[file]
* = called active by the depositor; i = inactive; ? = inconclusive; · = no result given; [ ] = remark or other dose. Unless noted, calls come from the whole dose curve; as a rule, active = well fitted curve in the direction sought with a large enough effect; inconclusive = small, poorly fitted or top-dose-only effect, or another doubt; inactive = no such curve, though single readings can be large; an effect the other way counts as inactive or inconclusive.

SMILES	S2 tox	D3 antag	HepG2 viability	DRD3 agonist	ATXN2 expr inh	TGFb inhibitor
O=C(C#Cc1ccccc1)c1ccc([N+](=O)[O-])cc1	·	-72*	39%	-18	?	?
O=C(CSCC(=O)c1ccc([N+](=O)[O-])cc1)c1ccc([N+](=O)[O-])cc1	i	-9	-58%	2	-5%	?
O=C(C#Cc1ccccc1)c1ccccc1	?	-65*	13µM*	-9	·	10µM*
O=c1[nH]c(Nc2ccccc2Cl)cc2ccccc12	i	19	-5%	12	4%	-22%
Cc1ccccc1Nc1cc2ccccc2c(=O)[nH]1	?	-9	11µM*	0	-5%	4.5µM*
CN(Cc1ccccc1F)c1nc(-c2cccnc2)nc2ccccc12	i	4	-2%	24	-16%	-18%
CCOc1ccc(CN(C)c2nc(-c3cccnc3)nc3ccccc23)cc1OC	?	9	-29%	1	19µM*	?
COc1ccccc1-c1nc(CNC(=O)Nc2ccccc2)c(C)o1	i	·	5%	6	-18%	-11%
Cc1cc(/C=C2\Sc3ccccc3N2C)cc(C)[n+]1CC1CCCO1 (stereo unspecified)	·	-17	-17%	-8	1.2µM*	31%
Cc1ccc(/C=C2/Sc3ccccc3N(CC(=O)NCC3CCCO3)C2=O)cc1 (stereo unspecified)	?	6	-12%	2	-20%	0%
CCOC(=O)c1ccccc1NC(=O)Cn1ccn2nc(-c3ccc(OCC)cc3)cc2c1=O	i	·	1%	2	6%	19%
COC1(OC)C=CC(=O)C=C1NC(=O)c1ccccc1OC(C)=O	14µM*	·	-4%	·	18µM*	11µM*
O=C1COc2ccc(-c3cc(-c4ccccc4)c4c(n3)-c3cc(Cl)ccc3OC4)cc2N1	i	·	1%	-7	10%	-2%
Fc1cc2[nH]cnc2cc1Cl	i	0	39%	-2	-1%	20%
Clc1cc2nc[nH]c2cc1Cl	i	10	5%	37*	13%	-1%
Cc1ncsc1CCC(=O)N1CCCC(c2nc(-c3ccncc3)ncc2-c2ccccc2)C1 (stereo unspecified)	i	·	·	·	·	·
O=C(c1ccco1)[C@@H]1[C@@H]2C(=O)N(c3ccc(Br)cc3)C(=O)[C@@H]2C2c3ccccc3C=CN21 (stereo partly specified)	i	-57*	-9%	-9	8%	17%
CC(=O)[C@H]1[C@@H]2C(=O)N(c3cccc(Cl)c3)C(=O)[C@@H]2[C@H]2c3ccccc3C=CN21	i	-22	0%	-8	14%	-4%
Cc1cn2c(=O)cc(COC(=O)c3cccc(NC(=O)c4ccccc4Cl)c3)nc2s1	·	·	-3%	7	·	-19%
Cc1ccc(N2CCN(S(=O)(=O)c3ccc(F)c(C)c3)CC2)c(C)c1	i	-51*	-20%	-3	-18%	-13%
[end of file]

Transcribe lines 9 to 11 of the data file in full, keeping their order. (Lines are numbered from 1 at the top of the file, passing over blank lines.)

CCOc1ccc(CN(C)c2nc(-c3cccnc3)nc3ccccc23)cc1OC	?	9	-29%	1	19µM*	?
COc1ccccc1-c1nc(CNC(=O)Nc2ccccc2)c(C)o1	i	·	5%	6	-18%	-11%
Cc1cc(/C=C2\Sc3ccccc3N2C)cc(C)[n+]1CC1CCCO1 (stereo unspecified)	·	-17	-17%	-8	1.2µM*	31%